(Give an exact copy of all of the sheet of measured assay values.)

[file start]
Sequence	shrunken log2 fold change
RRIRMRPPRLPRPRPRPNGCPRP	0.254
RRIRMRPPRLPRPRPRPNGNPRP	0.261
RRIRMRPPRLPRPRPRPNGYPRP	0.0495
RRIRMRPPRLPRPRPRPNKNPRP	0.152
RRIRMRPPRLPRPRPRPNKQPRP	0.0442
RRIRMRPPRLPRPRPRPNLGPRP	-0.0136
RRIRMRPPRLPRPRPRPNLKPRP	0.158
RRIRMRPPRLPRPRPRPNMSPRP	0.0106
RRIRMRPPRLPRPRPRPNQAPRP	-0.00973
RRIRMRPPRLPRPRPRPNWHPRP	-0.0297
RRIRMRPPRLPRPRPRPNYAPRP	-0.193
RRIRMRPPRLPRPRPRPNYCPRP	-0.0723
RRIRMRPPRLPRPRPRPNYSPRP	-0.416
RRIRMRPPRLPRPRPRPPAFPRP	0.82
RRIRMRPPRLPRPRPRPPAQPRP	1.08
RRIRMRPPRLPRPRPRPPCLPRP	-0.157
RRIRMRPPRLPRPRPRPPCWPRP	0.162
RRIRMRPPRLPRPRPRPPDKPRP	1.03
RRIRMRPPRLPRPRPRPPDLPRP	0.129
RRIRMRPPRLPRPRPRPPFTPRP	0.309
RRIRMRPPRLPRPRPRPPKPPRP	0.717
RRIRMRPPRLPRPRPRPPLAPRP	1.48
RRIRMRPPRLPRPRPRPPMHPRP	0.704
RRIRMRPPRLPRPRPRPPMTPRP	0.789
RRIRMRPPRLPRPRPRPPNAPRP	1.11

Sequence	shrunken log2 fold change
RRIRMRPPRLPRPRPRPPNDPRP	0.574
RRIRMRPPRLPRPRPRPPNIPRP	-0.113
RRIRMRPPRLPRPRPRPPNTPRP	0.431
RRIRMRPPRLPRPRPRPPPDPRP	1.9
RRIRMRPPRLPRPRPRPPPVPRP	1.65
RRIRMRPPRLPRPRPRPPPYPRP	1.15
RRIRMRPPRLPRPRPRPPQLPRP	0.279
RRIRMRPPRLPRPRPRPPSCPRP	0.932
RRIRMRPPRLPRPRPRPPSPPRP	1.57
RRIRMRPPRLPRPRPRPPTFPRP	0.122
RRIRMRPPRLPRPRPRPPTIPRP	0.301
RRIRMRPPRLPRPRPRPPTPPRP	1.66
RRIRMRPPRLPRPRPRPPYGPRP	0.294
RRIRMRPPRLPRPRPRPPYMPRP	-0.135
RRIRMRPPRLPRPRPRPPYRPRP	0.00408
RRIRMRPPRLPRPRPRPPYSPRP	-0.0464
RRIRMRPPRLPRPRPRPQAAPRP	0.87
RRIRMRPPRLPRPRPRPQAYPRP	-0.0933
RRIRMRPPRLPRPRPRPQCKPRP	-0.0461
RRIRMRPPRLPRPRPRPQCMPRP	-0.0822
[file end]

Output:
Sequence	shrunken log2 fold change
RRIRMRPPRLPRPRPRPNGCPRP	0.254
RRIRMRPPRLPRPRPRPNGNPRP	0.261
RRIRMRPPRLPRPRPRPNGYPRP	0.0495
RRIRMRPPRLPRPRPRPNKNPRP	0.152
RRIRMRPPRLPRPRPRPNKQPRP	0.0442
RRIRMRPPRLPRPRPRPNLGPRP	-0.0136
RRIRMRPPRLPRPRPRPNLKPRP	0.158
RRIRMRPPRLPRPRPRPNMSPRP	0.0106
RRIRMRPPRLPRPRPRPNQAPRP	-0.00973
RRIRMRPPRLPRPRPRPNWHPRP	-0.0297
RRIRMRPPRLPRPRPRPNYAPRP	-0.193
RRIRMRPPRLPRPRPRPNYCPRP	-0.0723
RRIRMRPPRLPRPRPRPNYSPRP	-0.416
RRIRMRPPRLPRPRPRPPAFPRP	0.82
RRIRMRPPRLPRPRPRPPAQPRP	1.08
RRIRMRPPRLPRPRPRPPCLPRP	-0.157
RRIRMRPPRLPRPRPRPPCWPRP	0.162
RRIRMRPPRLPRPRPRPPDKPRP	1.03
RRIRMRPPRLPRPRPRPPDLPRP	0.129
RRIRMRPPRLPRPRPRPPFTPRP	0.309
RRIRMRPPRLPRPRPRPPKPPRP	0.717
RRIRMRPPRLPRPRPRPPLAPRP	1.48
RRIRMRPPRLPRPRPRPPMHPRP	0.704
RRIRMRPPRLPRPRPRPPMTPRP	0.789
RRIRMRPPRLPRPRPRPPNAPRP	1.11

Sequence	shrunken log2 fold change
RRIRMRPPRLPRPRPRPPNDPRP	0.574
RRIRMRPPRLPRPRPRPPNIPRP	-0.113
RRIRMRPPRLPRPRPRPPNTPRP	0.431
RRIRMRPPRLPRPRPRPPPDPRP	1.9
RRIRMRPPRLPRPRPRPPPVPRP	1.65
RRIRMRPPRLPRPRPRPPPYPRP	1.15
RRIRMRPPRLPRPRPRPPQLPRP	0.279
RRIRMRPPRLPRPRPRPPSCPRP	0.932
RRIRMRPPRLPRPRPRPPSPPRP	1.57
RRIRMRPPRLPRPRPRPPTFPRP	0.122
RRIRMRPPRLPRPRPRPPTIPRP	0.301
RRIRMRPPRLPRPRPRPPTPPRP	1.66
RRIRMRPPRLPRPRPRPPYGPRP	0.294
RRIRMRPPRLPRPRPRPPYMPRP	-0.135
RRIRMRPPRLPRPRPRPPYRPRP	0.00408
RRIRMRPPRLPRPRPRPPYSPRP	-0.0464
RRIRMRPPRLPRPRPRPQAAPRP	0.87
RRIRMRPPRLPRPRPRPQAYPRP	-0.0933
RRIRMRPPRLPRPRPRPQCKPRP	-0.0461
RRIRMRPPRLPRPRPRPQCMPRP	-0.0822